Family and Consumer Science Educators' Receptiveness to Respond to Changes in Family Caregiver Environments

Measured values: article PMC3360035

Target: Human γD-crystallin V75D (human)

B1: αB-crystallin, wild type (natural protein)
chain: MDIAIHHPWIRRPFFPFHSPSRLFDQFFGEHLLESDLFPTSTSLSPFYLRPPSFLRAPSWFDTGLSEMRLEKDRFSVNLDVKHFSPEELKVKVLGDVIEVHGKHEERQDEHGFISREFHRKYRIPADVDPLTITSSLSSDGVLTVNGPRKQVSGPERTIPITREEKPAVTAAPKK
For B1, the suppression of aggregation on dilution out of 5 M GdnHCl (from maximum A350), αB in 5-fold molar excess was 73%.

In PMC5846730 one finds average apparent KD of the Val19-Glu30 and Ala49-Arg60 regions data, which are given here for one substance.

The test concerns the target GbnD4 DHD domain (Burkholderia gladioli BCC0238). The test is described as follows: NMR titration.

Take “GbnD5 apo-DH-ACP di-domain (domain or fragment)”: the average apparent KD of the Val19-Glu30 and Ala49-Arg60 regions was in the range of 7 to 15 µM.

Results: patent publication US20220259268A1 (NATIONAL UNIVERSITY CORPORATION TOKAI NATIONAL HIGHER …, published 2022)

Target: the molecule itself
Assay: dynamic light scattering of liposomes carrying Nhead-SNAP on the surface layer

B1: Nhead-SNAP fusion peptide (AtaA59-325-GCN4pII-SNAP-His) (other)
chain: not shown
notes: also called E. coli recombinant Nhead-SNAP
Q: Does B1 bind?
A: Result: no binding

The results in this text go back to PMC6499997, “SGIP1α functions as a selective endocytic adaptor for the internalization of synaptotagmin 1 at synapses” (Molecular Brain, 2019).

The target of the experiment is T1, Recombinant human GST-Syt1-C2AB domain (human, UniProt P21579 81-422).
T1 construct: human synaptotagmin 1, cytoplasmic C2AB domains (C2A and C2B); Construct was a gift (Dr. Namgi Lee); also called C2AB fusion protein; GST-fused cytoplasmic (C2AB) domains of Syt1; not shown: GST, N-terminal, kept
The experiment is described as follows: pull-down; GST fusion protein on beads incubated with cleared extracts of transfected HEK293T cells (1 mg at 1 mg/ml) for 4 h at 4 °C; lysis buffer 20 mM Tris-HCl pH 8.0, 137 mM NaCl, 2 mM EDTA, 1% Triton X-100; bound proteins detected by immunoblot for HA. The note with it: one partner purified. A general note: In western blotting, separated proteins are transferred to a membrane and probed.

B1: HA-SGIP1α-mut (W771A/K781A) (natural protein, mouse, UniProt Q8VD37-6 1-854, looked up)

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The current study utilized the receptive contexts of change (Pettigrew, Ferlie, & McKee, 1992) to examine innovativeness in Family and Consumer Science Educators with the Cooperative Extension Service in order to better understand factors that contribute to program implementation. Two hundred and sixteen Educators rated their perceptions of Extension's receptiveness to change and psychosocial health factors. Results indicate that geographic differences exist across study variables. Additionally, results indicate that leadership self-efficacy, social support, and subjective age were significant predictors of innovativeness. Work-related stress does not have a direct effect on innovativeness, but an indirect effect was found through supportive organizational climate and leadership self-efficacy. These results suggest that environmental, personal, and organizational factors may be crucial mechanisms through with innovativeness is achieved for Educators. Implications of these findings for future research and practice are discussed.
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